During his first term as governor, I asked Gov. Haley Barbour why he appeared to be dragging his feet on signing legislation to fund the state’s crisis mental health centers.
At the time, Barbour said he was concerned about the state’s per capita mental health spending in comparison with the surrounding states. He said that Mississippi’s spending was above the national average – something that’s rare for Mississippi in virtually any economic index.
For the record, the National Association of State Mental Health Program Directors Research Institute reported that in Fiscal Year 2006, per capita spending on mental health agencies in Mississippi was $110 per capita – compared with a national average of $103.53 per capita.
In the same year, Alabama spent $64.43 per capita on their state mental health program – while Arkansas spent $38.58, Louisiana spent $60.89, and Tennessee spent $88.02. The average of the surrounding states’ per capita spending on mental health agencies was $62.98.
In spite of those objections, Barbour in 2006 signed House Bill 210 into law.
The bill fully funded the state’s seven mental health crisis centers and the Specialized Treatment Facility for juvenile mental patients in Harrison County.
The centers were conceived and constructed as facilities to treat the mentally ill who would otherwise be warehoused in county jails when their families were unable to care for them at home and the state’s mental hospitals were full.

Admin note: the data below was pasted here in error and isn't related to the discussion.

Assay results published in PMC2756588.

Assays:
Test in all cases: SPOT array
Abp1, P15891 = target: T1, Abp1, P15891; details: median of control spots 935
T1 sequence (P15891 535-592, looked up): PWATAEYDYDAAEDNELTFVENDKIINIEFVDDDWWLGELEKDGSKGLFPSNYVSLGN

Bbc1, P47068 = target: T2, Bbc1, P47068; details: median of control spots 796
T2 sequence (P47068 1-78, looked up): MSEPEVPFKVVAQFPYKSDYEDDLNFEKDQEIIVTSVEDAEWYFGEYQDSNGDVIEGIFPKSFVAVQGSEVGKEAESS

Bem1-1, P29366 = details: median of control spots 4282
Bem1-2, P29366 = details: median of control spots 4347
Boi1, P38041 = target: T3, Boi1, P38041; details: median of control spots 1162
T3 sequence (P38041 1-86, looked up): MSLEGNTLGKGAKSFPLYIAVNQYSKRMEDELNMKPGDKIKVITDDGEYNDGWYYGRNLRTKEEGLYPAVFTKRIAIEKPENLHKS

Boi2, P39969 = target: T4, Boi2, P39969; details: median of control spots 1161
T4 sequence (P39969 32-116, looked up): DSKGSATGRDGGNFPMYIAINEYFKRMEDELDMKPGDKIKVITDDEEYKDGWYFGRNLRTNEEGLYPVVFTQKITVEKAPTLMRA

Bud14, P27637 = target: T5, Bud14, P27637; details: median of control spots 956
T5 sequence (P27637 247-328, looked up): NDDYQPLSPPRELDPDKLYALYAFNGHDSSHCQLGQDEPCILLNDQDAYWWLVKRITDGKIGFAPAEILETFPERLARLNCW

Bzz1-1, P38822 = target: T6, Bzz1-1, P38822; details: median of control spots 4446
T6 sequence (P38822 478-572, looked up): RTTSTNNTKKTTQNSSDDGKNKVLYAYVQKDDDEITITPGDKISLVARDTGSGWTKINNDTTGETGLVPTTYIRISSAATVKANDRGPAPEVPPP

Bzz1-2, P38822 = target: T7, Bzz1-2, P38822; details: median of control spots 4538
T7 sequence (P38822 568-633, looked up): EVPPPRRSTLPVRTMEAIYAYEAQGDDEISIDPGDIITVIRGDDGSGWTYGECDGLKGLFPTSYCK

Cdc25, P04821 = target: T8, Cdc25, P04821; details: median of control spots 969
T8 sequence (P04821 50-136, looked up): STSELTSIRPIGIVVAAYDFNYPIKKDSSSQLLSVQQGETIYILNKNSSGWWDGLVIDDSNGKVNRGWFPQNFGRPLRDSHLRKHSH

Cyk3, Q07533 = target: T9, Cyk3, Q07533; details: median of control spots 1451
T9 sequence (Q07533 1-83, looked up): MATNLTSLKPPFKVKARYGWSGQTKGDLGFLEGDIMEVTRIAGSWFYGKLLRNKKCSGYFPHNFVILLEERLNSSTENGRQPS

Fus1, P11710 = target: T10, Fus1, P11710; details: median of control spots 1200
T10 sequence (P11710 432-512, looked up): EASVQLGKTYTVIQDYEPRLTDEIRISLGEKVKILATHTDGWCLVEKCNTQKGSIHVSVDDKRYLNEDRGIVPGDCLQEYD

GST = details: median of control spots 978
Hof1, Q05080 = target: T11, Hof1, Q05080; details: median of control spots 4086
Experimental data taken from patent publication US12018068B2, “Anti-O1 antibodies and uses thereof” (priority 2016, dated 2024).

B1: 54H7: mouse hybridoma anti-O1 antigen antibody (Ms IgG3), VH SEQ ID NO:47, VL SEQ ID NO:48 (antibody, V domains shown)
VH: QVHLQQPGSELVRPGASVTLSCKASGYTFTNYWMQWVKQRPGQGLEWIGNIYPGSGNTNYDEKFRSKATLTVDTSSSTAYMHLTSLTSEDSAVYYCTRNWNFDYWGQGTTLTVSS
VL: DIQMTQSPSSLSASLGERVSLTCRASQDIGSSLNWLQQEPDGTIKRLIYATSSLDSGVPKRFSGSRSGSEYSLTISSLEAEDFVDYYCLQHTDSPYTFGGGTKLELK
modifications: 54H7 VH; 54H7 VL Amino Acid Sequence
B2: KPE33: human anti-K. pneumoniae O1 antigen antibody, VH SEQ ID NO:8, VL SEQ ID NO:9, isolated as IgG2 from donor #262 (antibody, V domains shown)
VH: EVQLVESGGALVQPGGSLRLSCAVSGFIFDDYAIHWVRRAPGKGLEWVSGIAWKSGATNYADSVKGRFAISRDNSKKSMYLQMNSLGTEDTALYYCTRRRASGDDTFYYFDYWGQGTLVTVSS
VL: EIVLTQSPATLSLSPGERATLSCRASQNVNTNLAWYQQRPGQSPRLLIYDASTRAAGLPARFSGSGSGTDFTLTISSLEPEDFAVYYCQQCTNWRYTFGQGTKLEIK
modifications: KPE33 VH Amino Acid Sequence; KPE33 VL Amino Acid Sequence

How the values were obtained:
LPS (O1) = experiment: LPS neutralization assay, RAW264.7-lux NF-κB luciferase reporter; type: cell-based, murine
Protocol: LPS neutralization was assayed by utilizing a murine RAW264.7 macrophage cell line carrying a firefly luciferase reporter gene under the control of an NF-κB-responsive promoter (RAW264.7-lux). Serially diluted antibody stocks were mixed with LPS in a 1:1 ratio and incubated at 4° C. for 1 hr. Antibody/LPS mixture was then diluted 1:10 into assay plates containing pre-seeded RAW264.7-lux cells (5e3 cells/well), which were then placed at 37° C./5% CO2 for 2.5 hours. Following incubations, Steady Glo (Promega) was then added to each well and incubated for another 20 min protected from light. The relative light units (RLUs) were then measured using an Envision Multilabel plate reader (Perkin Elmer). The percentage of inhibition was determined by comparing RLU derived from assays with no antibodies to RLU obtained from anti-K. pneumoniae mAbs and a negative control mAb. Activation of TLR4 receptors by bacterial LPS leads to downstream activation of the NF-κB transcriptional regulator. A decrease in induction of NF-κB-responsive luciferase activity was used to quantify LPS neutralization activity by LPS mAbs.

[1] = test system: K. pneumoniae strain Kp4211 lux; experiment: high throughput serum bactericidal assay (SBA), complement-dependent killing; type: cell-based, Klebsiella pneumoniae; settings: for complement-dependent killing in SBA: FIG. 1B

In 1999, the Legislature issued $20 million in bonds to build seven mental health crisis centers – but between 1999 and 2006, funds for operation of the facilities were a political football.
The first center opened in Corinth in 2001 and eventually had all 16 beds funded for use.
But five other centers in the Delta and central Mississippi, opened since 2004, only had funding for eight of 16 beds for patients.
House Bill 210 provided $13.8 million in operating funds for the centers from the General Fund, $4.3 million from the Crisis Intervention Mental Health Fund and $876,507 from the Health Care Expendable Trust Fund. It also authorized 385 staff positions to operate the facilities.
Now, a decade after the Legislature issued bonds to pay to build the facilities and three years after Barbour signed a bill to fund operations of the facilities, the governor has recommended closing four State Department of Mental Health facilities and six of the seven mental health crisis centers.
Barbour says the proposed cuts would result in significant savings – $18 million in the next fiscal year and another $10 million for 2012. Overall, closing centers could save $35 million, but some would go to other mental health needs.
The governor says the mental patients who had been treated at the mental hospitals and crisis centers would be treated at community mental health centers.
But at the end of the day, what Barbour’s plan does is to take us back to where we were before he signed House Bill 210 in 2006.
Mental patients will again be housed in county jails.
County taxpayers will foot the bill instead of the state – and we will return to the barbaric practice of jailing innocent people for the “crime” of mental illness.
That might help the state make its budget numbers, but it’s still wrong. Hard times doesn’t make it right. Shame on us all if we agree to this.
Contact syndicated columnist Sid Salter at (601) 961-7084 or e-mail firstname.lastname@example.org.